Today’s heightened cyber and physical threat climate means there is a greater need for protecting staff and customers along with intellectual property and sensitive information. Additional countermeasures must be implemented in order to guard against unauthorised physical access to an organisation by criminals, competitors, activists, terrorists, foreign intelligence agencies and media.
Access control systems, like all digital systems, need to be protected against the threat of snooping, attack and cloning of credential information. Gone are the days when a 125Khz Proximity Card and Reader system (or other systems that have been previously compromised) could provide peace of mind against these threats.
The key to achieving a secure system and to eliminate, or at least reduce, the possibility of snooping, hacking and cloning is to ensure data (both held and transmitted) is encrypted with approved crypto standards such as 3DES and AES.
There are four key areas which require encryption when it comes to access control, these include:
- Protection of the data on the credential (card),
- Protection of the RF transmission between the Credential and the Smart Reader,
- Protection of the data within the Smart Reader, and;
- Protection of the data between the Smart Reader and the Access Control Panel “ACP”.
Protection of the data on the credential, during transmission between the card and the Smart Reader is achieved using a common-criteria certified open technology such as; MIFARE® DESFire® EV1 & EV2 and MIFARE Plus™ with techniques such as diversified keys and random UID.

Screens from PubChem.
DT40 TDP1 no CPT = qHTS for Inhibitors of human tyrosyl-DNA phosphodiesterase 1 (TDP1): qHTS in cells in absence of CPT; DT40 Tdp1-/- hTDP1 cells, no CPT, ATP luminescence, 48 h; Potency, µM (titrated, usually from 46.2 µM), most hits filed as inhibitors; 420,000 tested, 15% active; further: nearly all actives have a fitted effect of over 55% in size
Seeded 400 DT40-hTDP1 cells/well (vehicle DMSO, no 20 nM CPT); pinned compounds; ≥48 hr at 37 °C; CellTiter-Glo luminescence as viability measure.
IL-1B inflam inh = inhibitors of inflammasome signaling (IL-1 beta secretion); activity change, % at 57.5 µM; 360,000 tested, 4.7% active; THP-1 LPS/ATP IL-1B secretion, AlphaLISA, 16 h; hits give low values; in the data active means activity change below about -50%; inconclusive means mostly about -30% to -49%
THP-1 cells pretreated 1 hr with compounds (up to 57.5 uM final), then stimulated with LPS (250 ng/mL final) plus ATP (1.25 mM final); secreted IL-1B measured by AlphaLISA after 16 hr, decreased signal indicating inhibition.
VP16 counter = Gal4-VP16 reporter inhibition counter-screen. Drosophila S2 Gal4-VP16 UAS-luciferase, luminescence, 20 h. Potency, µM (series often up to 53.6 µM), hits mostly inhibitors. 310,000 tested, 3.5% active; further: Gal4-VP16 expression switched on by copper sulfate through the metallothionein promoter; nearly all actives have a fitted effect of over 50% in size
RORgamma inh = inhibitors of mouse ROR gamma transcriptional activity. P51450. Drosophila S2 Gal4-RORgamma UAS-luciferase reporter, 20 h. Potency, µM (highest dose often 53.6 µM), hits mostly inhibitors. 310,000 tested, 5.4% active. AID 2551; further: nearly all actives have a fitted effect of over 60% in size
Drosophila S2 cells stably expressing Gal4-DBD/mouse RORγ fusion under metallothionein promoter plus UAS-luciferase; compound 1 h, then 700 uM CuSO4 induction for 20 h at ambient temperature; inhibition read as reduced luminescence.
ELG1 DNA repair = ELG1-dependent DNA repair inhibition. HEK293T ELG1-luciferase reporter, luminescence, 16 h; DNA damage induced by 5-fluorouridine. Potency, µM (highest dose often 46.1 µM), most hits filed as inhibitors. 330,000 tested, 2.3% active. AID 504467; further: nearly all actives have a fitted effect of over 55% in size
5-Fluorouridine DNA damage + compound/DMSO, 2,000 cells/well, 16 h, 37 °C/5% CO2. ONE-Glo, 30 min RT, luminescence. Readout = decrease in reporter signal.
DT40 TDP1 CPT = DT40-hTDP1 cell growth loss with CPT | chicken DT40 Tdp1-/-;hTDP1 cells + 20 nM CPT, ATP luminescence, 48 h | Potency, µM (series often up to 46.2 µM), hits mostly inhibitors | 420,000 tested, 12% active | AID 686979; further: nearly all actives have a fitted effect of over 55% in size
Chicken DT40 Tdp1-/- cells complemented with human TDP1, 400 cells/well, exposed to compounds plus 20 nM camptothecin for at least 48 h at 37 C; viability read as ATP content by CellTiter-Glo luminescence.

Securing data on the reader requires both hardware and software protection techniques involving the NXP® chip and other encryption methods and countermeasure techniques. Ensuring the integrity of the data communication between the smart reader and the ACP can be achieved using RS485 communication with AES encrypted proprietary or Open Source Data Protocol “OSDP”.
The use of encrypted OSDP works very well where the ACP is OSDP enabled, however, many of the older panels on the market and in use today use insecure Wiegand inputs as the communication protocol between the card reader and the Access Control Panel. In this case, a decoder (sometimes called an HSM (High Security Module)) is mounted in the secure next to the ACP to decode the AES encrypted proprietary or OSDP communication to Wiegand protocol for use by the ACP.
An advanced access control manufacturer can also offer a Wiegand to AES encrypted RS485 OSDP convertor and an RS485 OSDP to Wiegand convertor set to allow most other manufacturer’s Wiegand output Smart Readers to have secure, AES encrypted data communication to help guard against replay attacks.
Finally, the most critical part of any access control system is the smart reader and credential solution. A secure, therefore, a cost-effective upgrade to your organisation’s system can, in many cases, be achieved without a costly ACP upgrade or replacement.